Figure 2: (a) Coronary angiography showing severe diffuse stenosis from proximal to distal of the right coronary artery. (b) A repeated coronary angiography after 3 months showing no dissection, but the middle segment still showed approximately 30% stenosis. (c) Intravascular ultrasound showing the hematoma in the dissection of the right coronary ar teries. (d) Follow-up intravascular ultrasound showing no new dissection in the right coronary arteries, but the hematoma still can be seen in the middle segment

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At 3-month follow-up, the patient was stable. No obvious abnormalities were found in ECG. A CAG revealed that the RCA was thicker than 3 months prior, and the middle segment still showed approximately 30% stenosis [Figure 2]b. The IVUS indicated that there was no dissection in the proximal and distal segments of the RCA, while the hematoma was still visible in the middle segment [Figure 2]d.


  Discussion Top


SCAD was previously believed to occur in young adults but is now considered to involve subjects aged 18–84 years, with most of the affected individuals being women, such as the present cases.[3] SCAD is probably underdiagnosed in young women (<55 years old) who have symptoms of ACS but have no classical risk factors for cardiovascular disease.[4] The study found that psychiatric conditions are gradually becoming independent risk factors for cardiovascular adverse events.[5] Women are more susceptible to the physiological effects of varying degrees of stress caused by psychiatric conditions compared to men, and these responses may increase coronary shear stress and risk of dissection in patients with SCAD.[6] The role of sex hormones that play in SCAD development is currently unknown and must be studied in the future.[7] The predisposing conditions of SCAD have been reported to include pregnancy, fibromuscular dysplasia, chronic systemic inflammatory diseases, hormonal therapy, connective tissues disorders, and coronary artery spasms, while some possible precipitating factors include extreme emotional stress or intense exercise, sympathomimetic drugs, high-dose hormonal therapy exposure, and intense Valsalva-type activities.[8] The incidence of SCAD in our two patients may have been related to recent emotional agitation and strenuous physical activity in the second case.

Ciraulo and Chesne were the first to diagnose SCAD by a CAG in 1978. This was the first application of imaging techniques in the diagnosis and treatment of this disease, thus making a CAG the gold standard for many years.[9] It is a challenge for doctors to confirm the true lumen and a safe wire placement point, while it is easy to misdiagnose a patient's condition as a result of the inability to distinguishing the narrow lumen caused by atherosclerosis or nonatherosclerosis. Optical coherence tomography or IVUS has been suggested to improve the diagnosis of SCAD. It has been reported that the LAD and its branches are affected in 45%–61% of cases, while the RCA and its branches are involved in 10%–39% of cases and the left main coronary artery is involved in 0%–4% of cases.[3] Our patients were diagnosed by CAG and IVUS. The first middle-aged woman presented distal stenosis of the LAD while the second young woman had severe diffuse stenosis of the RCA.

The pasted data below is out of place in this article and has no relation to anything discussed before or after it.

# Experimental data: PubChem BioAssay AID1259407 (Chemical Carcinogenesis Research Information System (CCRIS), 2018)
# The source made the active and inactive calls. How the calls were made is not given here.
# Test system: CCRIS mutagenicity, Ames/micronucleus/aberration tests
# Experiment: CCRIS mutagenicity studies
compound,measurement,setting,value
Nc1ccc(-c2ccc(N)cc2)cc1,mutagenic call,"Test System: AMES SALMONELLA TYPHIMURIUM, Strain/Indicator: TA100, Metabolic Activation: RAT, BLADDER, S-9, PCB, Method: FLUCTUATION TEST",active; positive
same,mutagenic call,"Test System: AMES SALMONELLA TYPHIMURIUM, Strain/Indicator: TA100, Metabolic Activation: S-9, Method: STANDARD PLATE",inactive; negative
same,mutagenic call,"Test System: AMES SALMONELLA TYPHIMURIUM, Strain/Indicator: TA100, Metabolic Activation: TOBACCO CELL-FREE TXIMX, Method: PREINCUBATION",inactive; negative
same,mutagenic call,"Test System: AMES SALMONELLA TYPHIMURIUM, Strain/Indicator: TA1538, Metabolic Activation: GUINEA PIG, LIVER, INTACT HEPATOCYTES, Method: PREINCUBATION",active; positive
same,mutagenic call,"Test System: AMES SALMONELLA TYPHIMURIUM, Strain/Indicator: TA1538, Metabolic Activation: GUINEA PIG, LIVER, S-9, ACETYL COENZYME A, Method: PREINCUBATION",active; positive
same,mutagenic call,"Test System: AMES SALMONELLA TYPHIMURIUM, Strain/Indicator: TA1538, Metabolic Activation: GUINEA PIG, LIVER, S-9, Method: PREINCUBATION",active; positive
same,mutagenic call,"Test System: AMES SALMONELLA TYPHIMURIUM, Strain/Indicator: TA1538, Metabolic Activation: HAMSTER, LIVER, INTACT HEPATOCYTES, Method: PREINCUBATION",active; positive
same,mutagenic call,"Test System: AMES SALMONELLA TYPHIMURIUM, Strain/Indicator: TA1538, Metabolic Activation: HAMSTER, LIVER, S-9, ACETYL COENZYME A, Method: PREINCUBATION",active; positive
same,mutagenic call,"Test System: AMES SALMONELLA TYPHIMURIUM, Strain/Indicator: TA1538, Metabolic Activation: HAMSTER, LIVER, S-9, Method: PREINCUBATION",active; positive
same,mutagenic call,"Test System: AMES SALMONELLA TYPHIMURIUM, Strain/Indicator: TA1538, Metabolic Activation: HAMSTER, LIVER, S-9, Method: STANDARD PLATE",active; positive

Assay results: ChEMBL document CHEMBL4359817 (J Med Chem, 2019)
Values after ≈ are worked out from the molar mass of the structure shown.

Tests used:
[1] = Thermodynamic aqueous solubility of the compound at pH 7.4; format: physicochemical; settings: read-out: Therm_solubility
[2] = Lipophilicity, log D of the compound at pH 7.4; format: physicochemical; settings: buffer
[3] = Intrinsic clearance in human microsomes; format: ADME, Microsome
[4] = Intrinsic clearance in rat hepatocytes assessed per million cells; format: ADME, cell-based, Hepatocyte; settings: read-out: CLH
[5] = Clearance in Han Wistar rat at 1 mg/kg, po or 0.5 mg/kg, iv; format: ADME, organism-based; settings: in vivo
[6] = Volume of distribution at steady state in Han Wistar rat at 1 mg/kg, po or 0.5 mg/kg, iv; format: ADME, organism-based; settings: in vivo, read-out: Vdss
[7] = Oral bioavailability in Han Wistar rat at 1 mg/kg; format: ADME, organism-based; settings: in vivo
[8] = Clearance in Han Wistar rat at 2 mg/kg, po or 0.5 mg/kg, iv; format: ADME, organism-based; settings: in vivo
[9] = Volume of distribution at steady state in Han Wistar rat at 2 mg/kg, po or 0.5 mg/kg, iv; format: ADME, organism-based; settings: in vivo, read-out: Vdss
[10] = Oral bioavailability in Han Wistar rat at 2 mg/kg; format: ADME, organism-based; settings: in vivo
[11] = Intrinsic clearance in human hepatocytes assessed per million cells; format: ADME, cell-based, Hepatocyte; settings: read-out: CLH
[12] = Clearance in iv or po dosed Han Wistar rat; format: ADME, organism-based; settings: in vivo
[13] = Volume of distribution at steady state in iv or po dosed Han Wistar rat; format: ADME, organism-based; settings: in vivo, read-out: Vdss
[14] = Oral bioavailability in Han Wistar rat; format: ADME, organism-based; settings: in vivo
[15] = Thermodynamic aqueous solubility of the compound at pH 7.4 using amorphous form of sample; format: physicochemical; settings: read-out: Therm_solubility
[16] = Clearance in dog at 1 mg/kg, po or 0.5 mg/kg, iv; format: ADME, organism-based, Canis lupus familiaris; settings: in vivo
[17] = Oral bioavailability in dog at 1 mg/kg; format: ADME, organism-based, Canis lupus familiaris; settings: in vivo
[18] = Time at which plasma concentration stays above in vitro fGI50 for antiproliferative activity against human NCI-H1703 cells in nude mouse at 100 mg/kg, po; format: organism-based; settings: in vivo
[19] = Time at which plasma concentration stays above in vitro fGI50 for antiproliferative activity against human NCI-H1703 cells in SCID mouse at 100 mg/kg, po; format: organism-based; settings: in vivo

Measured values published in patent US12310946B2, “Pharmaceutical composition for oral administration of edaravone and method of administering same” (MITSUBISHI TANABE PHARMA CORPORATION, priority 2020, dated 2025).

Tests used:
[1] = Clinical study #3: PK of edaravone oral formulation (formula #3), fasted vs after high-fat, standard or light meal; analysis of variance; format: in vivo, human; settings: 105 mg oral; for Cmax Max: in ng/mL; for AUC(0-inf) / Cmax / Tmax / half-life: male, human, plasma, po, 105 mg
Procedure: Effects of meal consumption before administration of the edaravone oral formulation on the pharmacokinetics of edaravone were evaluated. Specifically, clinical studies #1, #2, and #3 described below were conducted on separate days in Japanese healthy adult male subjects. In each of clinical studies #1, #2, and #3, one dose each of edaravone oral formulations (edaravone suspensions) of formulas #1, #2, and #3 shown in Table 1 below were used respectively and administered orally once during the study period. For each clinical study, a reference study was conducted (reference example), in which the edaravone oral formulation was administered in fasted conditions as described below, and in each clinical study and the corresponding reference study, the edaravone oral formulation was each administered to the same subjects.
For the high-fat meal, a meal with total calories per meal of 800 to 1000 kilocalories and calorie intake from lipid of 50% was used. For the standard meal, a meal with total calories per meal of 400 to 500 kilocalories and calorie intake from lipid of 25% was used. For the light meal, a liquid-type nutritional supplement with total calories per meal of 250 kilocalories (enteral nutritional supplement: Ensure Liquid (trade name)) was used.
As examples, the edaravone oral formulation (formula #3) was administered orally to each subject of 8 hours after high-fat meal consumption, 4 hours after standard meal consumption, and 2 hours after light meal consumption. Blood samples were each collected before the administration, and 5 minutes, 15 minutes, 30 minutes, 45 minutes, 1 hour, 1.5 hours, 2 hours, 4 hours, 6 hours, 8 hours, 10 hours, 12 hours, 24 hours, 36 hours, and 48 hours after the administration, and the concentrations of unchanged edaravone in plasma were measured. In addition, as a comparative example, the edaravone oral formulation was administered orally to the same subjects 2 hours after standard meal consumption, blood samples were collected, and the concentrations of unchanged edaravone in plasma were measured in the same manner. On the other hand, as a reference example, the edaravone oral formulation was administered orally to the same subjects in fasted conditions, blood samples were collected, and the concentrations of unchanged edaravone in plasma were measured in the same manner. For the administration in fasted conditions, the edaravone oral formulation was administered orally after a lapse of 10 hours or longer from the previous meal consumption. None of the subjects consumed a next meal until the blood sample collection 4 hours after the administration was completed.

The treatment of SCAD has varied among conservative medical practices, percutaneous coronary intervention, and coronary artery bypass grafting; it depends on the clinical presentation, outcome of the CAG, and extent of dissection.[10] Conservative medical treatment may be considered when a patient presents clinical and hemodynamic stability and shows limited single-vessel involvement instead of the left main coronary artery being affected. Currently, antiplatelet therapy remains controversial for patients with SCAD. Based on evidence of aspirin in ACS and secondary prevention, aspirin appears to be useful for acute and long-term SCAD management.[11] However, it is still unclear whether clopidogrel is beneficial for patients with SCAD who have not been treated with stents. Considering that SCAD with intimal tears may promote thrombosis, dual antiplatelet therapy (DAPT) may be beneficial. In addition, it can also reduce the thrombus load of the false lumen and then reduce the true lumen compression.[12] Therefore, DAPT is recommended for the majority of patient with SCAD. In our cases, we chose to base the medical treatment on the clinical presentation, the medical history, and the outcome of the CAG. At the outpatient follow-up, the patients were clinically stable, but further CAG and IVUS revealed different outcomes. For the first case, the CAG and IVUS showed that the hematoma disappeared completely; however, the second case indicated that the hematoma was still visible in the middle segment of the RCA. We believe that this may be related to the local anatomy of the RCA or that this may have occurred because insufficient time was given for hematoma absorption in the second case. Recently, it was reported that nine of 272 patients managed conservatively required subsequent in-hospital revascularization.[13] It appears that some patients require revascularization after initial conservative treatment, and a follow-up is necessary.